In A Better World the tension between Norms and Brilliants has escalated to a breaking point. The government is planning to implant a tracking device in every "abnorm"or Brilliant in America.  "They talked about the tagging that was slated to begin next summer, the government’s plan to implant a tracking device against the carotid artery of every abnorm in America. Starting with tier ones like Shannon. Like himself. Near as anyone could figure, the abnorm phenomenon started in early 1980, though it wasn’t detected until 1986, when scientific study revealed that for unknown reasons, one percent of all children were born 'brilliant,' possessed of savant abilities. These gifts manifested in different ways; most were impressive but unthreatening, like the ability to multiply large numbers or perfectly play a song heard only once. Others were world-shifting." Location 138

The reaction to the prejudice breaking out in the political realm is reflected clearly in a subversive group who calls themselves The Children of Darwin. The Children of Darwin are coming close to declaring an all-out civil war and they are making their point by burning truckers alive in an effort to stop all supplies from entering three cities. They are essentially cutting the cities off and starving the citizens.

Nick Cooper is a Brilliant who is an adviser working for President Lionel Clay. Nick is trying to fight the subversive group from within the government. He just wants to secure a better, safer world for his family, but as in any effort of this magnitude political intrigue and subterfuge abound. Clearly the efforts of several of the characters place a target on them. Promises to protect brilliants have resulted in enslavement and gross abuse.

Sakey also introduces several other characters in this complicated in-depth plot. This truly is an action-packed plot that also contains several twists and turns. The timely, poignant focus on the pitting of groups against each other seems appropriate in today's political climate. The characters are all wonderfully developed and complex. The writing is superb.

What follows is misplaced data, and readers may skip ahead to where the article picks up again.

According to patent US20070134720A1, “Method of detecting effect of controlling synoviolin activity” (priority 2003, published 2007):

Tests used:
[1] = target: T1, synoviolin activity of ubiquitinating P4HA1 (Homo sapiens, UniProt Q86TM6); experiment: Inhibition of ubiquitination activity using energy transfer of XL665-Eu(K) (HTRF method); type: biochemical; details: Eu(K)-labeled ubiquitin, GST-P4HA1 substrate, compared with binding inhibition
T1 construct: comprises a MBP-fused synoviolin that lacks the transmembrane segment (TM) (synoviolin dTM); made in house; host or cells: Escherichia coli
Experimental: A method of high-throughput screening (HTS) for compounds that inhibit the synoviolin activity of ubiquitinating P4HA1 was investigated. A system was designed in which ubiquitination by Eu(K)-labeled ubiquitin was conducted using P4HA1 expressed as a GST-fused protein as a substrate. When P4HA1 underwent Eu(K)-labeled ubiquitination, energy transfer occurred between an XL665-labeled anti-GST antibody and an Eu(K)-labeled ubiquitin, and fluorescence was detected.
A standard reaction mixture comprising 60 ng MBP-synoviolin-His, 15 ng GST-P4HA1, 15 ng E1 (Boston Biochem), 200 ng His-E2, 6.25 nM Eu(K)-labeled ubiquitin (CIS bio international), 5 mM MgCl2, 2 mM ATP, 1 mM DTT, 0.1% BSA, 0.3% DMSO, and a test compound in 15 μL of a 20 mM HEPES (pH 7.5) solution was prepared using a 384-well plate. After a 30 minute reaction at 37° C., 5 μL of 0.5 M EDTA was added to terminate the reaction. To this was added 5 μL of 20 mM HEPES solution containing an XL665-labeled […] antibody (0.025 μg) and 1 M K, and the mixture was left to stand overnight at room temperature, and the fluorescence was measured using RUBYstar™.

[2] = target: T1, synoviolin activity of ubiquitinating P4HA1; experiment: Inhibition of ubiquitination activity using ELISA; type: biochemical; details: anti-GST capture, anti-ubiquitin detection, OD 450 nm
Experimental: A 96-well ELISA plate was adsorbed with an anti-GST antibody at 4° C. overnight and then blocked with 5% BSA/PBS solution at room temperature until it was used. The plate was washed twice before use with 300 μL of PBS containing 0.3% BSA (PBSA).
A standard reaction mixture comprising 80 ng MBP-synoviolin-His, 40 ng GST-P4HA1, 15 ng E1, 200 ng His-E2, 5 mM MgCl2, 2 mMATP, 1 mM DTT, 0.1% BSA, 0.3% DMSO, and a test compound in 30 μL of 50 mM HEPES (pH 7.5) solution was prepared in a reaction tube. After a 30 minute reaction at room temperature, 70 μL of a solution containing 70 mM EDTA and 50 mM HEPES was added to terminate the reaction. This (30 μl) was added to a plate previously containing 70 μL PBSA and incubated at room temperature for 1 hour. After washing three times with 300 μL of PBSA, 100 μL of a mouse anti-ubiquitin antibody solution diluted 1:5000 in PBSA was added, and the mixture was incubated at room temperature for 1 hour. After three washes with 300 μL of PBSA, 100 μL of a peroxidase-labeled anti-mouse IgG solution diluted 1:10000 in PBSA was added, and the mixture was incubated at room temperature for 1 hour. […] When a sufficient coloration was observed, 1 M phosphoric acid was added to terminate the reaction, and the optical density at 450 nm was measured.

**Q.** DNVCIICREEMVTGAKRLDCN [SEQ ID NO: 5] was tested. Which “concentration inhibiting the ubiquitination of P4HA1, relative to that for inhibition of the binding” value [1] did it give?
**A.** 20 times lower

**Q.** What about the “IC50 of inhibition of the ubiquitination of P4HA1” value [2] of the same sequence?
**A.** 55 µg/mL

For those who haven't read Brilliant, you probably will want to before reading this second book in the planned triliogy, but, truth be told, you don't need to read Brilliant in order to enjoy A Better World.  I have Brilliant and hadn't read it yet (shhhhh...). I was planning to wait and read all three installments of the story after the third book was out. Once I received an advance reader's copy of A Better World, time constraints had me forging ahead and reading it before the first book. I enjoyed it immensely. Sakey provided the entire back story I needed to quickly get up to speed. Do yourself a favor, though, and get both books right away.

Disclosure: My Kindle edition was courtesy of Thomas & Mercer via Netgalley for review purposes.

Sunday, June 15, 2014

Total Loss Farm

Total Loss Farm: A Year in the Life by Raymond Mungo
Pharos Editions reissue: 6/1/2014 (1970)
ebook, 176 pages
ISBN-13: 9781940436036

Total Loss Farm attracted widespread attention, critical and commercial success in 1970, when the "back to the land" hippie commune movement first emerged.  The book's first section, "Another Week on the Concord and Merrimack Rivers," appeared in its entirety as the cover article of the May, 1970 Atlantic Monthly
The hardcover first edition from Dutton was quickly followed by paperback editions from Bantam, Avon, and Madrona Publishers, keeping the book in print for several decades.  Very recently, Dwight Garner in the New York Times Book Review cited Total Loss Farm as "the best and also the loopiest of the commune books." 
Author Mungo was a founder of this Vermont commune after co-founding the Liberation News Service in Washington, DC in the late 1960's Of his many books, the first two, Famous Long Ago (currently is used as a college textbook in History of the Sixties classes at NYU, Harvard, Georgia State, and other schools)   and Total Loss Farm, have often been described as iconic for their generation.

My Thoughts:

Total Loss Farm: A Year in the Life by Raymond Mungo has an appeal (as far as the reissue of a piece of stream of consciousness writing from 1970) based on capturing a specific time and place and movement rather actually representing a selection of great literature. It is, as mentioned in the forward by Dana Spiotta  "essentially a diary of a very bad year: bad for Mungo and bad for America. The book begins in the fall of 1969..." and is the "first-hand account of a decisive moment when the intense idealism of the anti-war movement scattered. At its best the book achieves a genuine poignancy. The young bruised idealists have a brutal comedown ('a colossal bummer') while Nixon and the establishment rule the land. The desire to change the world gets downgraded to just trying to change yourself, and even that was difficult."